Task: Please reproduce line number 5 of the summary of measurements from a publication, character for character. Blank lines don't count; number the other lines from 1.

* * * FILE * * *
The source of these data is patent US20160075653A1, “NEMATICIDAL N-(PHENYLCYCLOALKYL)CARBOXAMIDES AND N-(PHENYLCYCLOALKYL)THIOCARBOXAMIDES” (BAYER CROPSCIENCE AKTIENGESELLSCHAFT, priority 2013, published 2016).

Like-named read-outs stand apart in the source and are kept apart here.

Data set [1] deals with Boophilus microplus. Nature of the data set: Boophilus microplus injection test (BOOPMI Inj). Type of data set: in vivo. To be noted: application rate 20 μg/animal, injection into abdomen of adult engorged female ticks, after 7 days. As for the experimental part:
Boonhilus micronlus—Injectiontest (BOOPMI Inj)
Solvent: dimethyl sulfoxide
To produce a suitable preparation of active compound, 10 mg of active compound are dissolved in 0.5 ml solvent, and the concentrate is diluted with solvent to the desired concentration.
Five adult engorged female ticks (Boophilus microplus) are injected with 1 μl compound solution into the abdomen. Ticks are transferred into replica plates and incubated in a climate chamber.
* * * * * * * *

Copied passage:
Solvent: dimethyl sulfoxide